The MPAA rating system consists of G, PG, PG-13, R, and NC-17. The system was enacted in 1922 with the Motion Picture Association of America's launch along with the Production Code, which revolved more on censoring material rather than informing parents about movie content.
G means that it is suitable for viewing by people of all ages. G-rated pictures do not necessarily mean children's motion pictures, It is meant for everyone of any age to watch.
PG means that parental guidance is suggested for very young children. As these films may not be suitable for children under age 10, parents may want to give parental guidance to them, as some material contains unsuitable content that parents may not like for their young children.
PG-13 means that parents are strongly advised to give parental guidance for their children under 13. However, children 12 and under can access such material because it is an advisory rating.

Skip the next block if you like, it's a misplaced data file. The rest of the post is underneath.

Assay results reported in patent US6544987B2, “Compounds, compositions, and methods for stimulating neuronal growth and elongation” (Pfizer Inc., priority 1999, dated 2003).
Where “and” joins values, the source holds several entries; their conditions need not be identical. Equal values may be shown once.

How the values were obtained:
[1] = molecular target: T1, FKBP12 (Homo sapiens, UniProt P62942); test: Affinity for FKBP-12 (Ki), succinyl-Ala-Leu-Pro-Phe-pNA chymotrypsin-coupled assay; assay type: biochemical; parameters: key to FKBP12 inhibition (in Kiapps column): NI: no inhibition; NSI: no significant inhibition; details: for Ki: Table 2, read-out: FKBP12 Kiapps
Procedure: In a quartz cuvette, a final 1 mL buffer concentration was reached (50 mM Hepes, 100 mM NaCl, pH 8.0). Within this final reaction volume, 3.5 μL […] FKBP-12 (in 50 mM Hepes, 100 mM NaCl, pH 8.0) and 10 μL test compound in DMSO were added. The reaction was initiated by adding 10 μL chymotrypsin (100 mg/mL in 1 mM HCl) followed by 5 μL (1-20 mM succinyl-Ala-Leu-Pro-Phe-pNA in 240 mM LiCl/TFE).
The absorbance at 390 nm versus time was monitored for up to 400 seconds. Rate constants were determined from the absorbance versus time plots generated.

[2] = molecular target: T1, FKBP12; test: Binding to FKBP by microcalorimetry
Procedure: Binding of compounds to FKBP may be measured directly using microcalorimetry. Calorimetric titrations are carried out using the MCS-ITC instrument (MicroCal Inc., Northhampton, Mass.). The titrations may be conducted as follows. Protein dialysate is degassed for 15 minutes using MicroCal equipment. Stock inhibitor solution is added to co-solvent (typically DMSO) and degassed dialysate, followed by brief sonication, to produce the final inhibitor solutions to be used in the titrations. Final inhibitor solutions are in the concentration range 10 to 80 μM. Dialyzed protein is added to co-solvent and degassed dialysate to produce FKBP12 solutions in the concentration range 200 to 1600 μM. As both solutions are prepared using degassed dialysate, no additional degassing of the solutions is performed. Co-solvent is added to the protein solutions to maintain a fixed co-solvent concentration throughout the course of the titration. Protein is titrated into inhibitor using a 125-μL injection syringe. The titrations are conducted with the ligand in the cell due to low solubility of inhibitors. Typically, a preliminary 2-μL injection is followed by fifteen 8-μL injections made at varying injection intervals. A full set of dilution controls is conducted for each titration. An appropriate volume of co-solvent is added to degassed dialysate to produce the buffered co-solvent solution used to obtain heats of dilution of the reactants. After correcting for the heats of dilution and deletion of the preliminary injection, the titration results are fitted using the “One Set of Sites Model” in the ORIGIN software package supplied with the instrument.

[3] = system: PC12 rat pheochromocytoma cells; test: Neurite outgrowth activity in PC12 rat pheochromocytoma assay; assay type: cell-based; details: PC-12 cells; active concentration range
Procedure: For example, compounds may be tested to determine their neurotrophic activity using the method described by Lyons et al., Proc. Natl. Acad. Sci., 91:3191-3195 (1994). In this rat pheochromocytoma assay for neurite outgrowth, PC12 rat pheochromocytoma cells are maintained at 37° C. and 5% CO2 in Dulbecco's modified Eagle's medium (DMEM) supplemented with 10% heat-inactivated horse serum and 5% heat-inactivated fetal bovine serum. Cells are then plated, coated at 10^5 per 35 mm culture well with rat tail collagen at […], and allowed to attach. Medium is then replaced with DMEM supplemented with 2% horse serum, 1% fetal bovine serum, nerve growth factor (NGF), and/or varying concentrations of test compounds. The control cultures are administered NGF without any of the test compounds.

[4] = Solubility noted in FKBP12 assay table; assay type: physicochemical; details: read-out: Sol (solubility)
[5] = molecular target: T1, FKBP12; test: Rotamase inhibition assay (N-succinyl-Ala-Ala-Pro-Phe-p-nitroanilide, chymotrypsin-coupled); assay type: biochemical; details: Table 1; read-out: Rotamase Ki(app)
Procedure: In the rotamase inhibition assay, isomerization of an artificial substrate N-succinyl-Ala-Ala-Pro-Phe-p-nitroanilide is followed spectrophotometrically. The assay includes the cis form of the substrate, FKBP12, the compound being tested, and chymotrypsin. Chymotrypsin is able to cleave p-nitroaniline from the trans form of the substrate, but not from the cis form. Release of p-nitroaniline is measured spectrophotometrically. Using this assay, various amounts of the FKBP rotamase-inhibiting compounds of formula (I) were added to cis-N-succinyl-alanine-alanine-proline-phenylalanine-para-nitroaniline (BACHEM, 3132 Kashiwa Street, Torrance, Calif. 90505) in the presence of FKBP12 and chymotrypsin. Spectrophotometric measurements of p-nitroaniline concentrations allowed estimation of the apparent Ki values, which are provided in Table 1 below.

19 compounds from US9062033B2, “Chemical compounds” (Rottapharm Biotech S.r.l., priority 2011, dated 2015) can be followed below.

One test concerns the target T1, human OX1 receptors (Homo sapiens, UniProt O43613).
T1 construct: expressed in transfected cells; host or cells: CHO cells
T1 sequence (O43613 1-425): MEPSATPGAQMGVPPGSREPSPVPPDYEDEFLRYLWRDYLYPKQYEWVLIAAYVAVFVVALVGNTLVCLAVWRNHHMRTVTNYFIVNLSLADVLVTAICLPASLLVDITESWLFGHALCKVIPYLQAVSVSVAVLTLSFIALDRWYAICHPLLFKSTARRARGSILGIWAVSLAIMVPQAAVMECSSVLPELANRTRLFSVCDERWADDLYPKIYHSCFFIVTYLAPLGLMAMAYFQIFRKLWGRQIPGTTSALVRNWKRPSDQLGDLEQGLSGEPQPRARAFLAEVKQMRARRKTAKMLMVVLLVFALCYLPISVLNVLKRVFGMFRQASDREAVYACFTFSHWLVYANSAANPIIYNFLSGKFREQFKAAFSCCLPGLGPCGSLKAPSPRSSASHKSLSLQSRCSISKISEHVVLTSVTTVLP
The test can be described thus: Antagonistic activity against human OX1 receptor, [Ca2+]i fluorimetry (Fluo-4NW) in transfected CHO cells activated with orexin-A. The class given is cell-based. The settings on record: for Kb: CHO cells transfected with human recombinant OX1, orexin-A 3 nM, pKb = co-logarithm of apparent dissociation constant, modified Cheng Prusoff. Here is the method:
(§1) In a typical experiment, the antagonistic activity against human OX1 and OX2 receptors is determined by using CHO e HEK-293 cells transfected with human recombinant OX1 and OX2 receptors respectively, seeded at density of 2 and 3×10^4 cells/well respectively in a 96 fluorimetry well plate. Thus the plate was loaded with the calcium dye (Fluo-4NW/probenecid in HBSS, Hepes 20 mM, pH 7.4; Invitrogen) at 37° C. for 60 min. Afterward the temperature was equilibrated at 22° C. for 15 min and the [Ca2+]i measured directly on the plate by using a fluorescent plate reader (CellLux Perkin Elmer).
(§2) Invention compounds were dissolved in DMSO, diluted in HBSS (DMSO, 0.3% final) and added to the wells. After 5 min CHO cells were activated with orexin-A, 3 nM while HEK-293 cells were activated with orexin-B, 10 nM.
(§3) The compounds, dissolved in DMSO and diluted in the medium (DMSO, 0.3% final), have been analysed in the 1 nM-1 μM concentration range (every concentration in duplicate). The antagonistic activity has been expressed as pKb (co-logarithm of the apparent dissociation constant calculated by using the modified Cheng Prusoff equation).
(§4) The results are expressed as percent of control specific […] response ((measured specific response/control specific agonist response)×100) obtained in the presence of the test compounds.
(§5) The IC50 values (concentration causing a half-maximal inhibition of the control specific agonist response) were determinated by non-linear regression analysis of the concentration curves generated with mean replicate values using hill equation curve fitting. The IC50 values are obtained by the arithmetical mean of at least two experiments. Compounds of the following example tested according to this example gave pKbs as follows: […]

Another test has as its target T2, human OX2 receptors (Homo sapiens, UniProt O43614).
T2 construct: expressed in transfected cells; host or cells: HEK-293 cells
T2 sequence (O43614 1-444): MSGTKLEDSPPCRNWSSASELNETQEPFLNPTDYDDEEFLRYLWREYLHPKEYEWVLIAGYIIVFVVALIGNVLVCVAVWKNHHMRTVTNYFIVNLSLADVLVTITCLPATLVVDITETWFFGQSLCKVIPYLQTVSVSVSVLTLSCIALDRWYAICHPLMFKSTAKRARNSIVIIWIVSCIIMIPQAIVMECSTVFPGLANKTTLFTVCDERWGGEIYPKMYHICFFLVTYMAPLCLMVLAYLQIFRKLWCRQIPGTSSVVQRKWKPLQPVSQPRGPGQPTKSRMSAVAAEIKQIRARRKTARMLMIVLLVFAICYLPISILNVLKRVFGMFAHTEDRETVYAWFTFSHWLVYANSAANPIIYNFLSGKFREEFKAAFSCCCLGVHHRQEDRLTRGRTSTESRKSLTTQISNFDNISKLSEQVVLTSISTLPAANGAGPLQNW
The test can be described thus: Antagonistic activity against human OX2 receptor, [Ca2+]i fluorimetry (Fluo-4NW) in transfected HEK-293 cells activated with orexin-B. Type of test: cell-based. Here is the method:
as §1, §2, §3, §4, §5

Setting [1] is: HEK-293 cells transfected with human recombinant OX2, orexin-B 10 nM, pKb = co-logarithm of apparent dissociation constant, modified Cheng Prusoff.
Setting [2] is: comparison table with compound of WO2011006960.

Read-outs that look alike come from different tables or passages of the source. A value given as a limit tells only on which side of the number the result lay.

R means that children under 17 cannot see a film with that rating unless they are accompanied by their parents or adult guardians. R-rated material is usually ID'd when purchased to ensure that the buyer is at least 17 years of age.
NC-17 means No one 17 or under is admitted to the film under any circumstances. The rating does not mean "obscene" or "pornographic" in any granted way, but is used to signify that it contains adult material and only people aged 18 and above are allowed to see these films.
Out of these, G and R are the only two ratings to survive since the system's debut. There are former ones such as the GP rating, but those aren't in use anymore.
However, there are some movies that haven't been officially rated by the MPAA, hence "NR" for "Not Rated"; however, this usually occurs if the movie has not made its debut in the theaters or if the uncut version is released. The ratings are below: Please keep in mind NR rating means that the upcoming movie has not yet been review by the mpaa, later they will give the films its final rating: G, PG, PG-13, R or NC-17.